The U.S. Preventive Services Task Force (USPSTF) has released new recommendation statements on preventing fractures and falls in older adults, casting doubt on vitamin D and calcium supplements but advocating for exercise and other interventions. JoAnn Manson, MD, DrPH, chief of the Division of Preventive Medicine at BWH, and Shalender Bhasin, MD, director of the Research Program in Men’s Health in the Division of Aging and Metabolism, are coauthors of an editorial published in JAMA accompanying the new guidelines.
In this issue of JAMA, the USPSTF presents recommendation statements based on comprehensive reviews of the evidence. These include:
- Insufficient evidence to assess the benefit/harm of vitamin D and calcium supplementation for preventing primary fractures in men and postmenopausal women;
- Revision of an earlier, favorable assessment of vitamin D for fall prevention in 2012 to a current recommendation against vitamin D supplementation;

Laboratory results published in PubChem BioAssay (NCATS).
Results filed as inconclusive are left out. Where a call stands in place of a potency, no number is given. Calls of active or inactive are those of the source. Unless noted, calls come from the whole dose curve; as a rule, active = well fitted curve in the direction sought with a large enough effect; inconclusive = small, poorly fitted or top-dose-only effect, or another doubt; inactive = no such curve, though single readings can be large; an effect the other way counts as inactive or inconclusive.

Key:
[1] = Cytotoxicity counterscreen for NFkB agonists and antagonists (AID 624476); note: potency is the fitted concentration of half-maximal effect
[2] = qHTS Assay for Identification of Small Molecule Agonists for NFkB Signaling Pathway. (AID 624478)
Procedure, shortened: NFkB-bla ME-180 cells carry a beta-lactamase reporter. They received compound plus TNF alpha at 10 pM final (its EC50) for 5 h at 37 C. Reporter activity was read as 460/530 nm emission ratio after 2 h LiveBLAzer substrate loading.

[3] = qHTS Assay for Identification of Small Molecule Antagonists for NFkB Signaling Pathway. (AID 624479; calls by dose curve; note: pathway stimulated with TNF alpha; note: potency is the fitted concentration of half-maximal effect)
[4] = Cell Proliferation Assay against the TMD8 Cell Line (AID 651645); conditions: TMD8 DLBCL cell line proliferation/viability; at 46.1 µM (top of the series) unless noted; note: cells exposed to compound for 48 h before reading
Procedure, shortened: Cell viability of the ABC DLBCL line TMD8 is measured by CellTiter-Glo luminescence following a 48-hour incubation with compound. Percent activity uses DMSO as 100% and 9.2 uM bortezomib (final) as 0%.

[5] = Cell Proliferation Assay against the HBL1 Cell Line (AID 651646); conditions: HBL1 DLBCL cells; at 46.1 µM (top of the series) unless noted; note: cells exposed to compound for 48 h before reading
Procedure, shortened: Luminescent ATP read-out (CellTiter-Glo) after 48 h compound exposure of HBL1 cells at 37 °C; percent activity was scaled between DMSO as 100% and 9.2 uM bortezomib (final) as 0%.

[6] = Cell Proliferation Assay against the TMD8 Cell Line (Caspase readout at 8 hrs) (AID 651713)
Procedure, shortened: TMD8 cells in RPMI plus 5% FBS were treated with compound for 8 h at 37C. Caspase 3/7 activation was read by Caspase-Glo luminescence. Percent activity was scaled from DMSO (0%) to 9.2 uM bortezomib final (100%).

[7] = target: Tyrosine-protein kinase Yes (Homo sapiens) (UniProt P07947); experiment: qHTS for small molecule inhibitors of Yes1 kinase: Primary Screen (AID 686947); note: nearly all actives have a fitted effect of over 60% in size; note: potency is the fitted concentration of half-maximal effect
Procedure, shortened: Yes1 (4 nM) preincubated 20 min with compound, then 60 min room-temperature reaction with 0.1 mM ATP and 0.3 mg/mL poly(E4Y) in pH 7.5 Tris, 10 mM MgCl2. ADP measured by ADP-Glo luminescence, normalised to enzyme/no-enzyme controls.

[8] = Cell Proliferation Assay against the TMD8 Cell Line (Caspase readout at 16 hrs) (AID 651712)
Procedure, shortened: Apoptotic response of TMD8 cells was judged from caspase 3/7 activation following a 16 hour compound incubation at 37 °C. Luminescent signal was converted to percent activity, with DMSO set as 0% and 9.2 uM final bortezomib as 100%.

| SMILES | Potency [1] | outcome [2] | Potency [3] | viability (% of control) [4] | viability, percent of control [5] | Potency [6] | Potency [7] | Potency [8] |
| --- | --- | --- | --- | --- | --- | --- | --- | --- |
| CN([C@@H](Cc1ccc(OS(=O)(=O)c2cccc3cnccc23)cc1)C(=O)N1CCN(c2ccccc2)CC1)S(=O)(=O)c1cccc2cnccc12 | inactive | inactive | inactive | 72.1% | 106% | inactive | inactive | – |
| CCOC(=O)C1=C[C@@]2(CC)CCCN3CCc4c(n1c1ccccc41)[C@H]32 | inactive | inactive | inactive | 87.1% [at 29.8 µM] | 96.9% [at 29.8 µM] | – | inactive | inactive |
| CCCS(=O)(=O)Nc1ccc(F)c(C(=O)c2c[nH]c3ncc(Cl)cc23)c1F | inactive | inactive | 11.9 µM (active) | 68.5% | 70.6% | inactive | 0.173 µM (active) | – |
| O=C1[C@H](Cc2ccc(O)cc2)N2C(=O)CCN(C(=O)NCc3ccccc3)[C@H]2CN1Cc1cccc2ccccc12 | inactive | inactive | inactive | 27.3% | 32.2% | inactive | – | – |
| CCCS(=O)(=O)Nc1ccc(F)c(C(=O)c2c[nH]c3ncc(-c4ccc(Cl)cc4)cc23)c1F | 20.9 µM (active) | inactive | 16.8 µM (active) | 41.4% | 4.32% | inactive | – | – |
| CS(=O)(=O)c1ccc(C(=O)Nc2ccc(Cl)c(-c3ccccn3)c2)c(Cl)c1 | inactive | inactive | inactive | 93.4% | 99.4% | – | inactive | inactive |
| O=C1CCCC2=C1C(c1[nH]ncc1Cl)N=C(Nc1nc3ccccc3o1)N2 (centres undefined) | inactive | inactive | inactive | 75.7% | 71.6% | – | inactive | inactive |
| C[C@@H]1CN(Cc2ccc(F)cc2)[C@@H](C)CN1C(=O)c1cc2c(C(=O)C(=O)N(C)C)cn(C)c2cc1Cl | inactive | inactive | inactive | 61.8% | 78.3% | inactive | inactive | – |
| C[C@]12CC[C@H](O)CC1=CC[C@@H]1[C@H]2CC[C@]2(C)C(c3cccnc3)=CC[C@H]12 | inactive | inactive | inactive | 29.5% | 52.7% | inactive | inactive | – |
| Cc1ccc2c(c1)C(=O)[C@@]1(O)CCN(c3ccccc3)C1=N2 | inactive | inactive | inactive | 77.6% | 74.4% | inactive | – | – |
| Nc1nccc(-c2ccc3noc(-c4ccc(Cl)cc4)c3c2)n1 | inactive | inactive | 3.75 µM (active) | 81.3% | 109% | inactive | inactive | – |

- Recommendation, with moderate evidence, of exercise interventions to prevent falls in adults 65 years and older;
- Recommendation, with lower level of evidence, for multi-factorial interventions, including targeting problems with balance, gait, vision, medication use, blood pressure and other factors that can contribute to increased risk of falls.
Manson and her co-authors provide important context for these recommendations, including the additional health benefits likely to be achieved by a renewed focus on physical activity: “The updated recommendations, which emphasize the importance of exercise, have the potential to prevent injurious falls, the cascade of health problems that often result from such falls, and should improve general health and well-being,” commented Manson.
The new guidelines also call for more evidence about whether higher doses of vitamin D may help prevent falls and fractures. This is timely because two large-scale clinical trials, including VITAL, will be announcing findings on this very topic over the next year. In addition, large-scale randomized trials, including STRIDE, are evaluating the effectiveness of multi-factorial interventions in fall prevention.
Manson is a leading authority on women’s health whose major research interests include the role of vitamin D in a variety of health conditions and the role of lifestyle factors and clinical interventions in chronic disease prevention. She has led several large-scale prospective cohort studies and randomized clinical trials, including VITAL.
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